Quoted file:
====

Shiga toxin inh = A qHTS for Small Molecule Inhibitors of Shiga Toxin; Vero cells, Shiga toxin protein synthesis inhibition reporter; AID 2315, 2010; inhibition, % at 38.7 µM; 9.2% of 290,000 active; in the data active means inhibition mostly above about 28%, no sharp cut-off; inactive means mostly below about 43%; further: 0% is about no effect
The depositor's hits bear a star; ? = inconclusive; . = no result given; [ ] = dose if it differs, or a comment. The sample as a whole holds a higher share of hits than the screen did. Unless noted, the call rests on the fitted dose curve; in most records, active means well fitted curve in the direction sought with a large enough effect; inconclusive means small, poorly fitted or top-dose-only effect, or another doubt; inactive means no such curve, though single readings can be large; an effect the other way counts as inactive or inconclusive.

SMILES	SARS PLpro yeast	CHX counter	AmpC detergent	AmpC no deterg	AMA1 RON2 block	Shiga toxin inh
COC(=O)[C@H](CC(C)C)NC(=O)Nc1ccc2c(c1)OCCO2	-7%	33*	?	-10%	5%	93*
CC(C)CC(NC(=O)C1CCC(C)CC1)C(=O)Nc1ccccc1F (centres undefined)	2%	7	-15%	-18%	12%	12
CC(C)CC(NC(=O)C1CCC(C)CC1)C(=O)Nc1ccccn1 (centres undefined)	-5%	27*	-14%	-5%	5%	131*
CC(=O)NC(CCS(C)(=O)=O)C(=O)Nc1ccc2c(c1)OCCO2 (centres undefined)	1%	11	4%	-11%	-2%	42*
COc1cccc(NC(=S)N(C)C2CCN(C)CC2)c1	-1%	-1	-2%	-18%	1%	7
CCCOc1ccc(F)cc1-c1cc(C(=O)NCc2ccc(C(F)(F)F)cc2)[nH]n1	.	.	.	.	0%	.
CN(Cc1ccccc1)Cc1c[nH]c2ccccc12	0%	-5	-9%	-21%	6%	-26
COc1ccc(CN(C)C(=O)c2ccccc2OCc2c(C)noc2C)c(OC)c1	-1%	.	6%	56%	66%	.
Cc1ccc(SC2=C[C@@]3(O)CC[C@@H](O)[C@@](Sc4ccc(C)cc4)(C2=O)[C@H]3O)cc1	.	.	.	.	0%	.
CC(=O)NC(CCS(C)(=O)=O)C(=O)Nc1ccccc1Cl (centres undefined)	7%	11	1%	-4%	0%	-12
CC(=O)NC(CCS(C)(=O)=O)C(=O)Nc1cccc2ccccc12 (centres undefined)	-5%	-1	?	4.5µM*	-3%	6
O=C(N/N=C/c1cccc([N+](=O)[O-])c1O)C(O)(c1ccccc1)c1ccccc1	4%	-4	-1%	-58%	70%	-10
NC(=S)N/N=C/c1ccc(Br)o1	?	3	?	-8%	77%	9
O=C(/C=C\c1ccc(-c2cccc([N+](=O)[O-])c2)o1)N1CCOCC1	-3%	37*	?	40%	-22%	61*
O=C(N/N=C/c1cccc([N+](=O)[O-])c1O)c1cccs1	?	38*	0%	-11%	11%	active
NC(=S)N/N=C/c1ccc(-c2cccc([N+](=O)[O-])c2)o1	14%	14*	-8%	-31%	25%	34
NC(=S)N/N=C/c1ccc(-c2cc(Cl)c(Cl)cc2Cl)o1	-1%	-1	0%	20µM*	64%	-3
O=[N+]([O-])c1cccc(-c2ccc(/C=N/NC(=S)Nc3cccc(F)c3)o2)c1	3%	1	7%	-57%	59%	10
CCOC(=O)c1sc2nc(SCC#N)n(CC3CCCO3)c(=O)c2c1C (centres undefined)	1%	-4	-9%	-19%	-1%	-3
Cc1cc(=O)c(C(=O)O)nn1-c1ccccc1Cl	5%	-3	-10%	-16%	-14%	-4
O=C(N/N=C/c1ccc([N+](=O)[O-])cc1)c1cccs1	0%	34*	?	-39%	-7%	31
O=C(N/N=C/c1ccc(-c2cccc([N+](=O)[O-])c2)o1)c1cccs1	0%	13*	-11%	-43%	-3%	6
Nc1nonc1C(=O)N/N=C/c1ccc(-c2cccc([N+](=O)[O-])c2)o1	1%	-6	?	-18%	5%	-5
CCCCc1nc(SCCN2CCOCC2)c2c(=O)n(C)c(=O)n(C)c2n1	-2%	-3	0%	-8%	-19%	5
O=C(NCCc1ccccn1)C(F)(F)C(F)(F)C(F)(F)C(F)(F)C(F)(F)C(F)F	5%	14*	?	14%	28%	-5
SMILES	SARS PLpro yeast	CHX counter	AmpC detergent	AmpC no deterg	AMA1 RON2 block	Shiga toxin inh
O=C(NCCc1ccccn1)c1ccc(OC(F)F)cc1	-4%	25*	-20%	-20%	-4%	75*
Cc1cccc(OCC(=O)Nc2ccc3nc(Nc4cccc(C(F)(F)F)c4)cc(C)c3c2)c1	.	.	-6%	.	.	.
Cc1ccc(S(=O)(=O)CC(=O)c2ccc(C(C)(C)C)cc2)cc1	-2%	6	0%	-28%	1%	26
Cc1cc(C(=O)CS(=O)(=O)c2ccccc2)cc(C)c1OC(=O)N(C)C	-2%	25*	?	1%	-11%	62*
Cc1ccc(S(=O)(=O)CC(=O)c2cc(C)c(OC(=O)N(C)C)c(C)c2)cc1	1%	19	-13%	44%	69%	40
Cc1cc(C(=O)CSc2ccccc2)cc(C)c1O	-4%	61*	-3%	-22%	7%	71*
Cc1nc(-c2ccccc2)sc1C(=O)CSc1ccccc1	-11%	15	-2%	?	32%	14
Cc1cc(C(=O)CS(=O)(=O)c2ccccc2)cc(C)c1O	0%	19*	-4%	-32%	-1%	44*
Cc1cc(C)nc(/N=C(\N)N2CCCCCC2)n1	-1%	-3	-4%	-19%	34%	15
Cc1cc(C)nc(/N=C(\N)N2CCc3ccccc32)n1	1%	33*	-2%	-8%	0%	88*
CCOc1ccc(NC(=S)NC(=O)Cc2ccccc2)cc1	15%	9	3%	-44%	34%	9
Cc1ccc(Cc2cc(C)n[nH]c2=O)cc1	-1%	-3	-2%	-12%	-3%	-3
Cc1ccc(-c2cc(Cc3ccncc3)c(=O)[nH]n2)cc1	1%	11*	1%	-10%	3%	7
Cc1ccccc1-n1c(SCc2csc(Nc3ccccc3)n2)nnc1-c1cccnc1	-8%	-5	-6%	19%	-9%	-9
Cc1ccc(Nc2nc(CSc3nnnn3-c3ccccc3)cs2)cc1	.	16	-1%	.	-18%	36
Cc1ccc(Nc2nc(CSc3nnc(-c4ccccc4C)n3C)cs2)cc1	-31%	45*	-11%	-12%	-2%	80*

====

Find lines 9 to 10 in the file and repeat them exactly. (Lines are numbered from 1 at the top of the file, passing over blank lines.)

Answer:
CCCOc1ccc(F)cc1-c1cc(C(=O)NCc2ccc(C(F)(F)F)cc2)[nH]n1	.	.	.	.	0%	.
CN(Cc1ccccc1)Cc1c[nH]c2ccccc12	0%	-5	-9%	-21%	6%	-26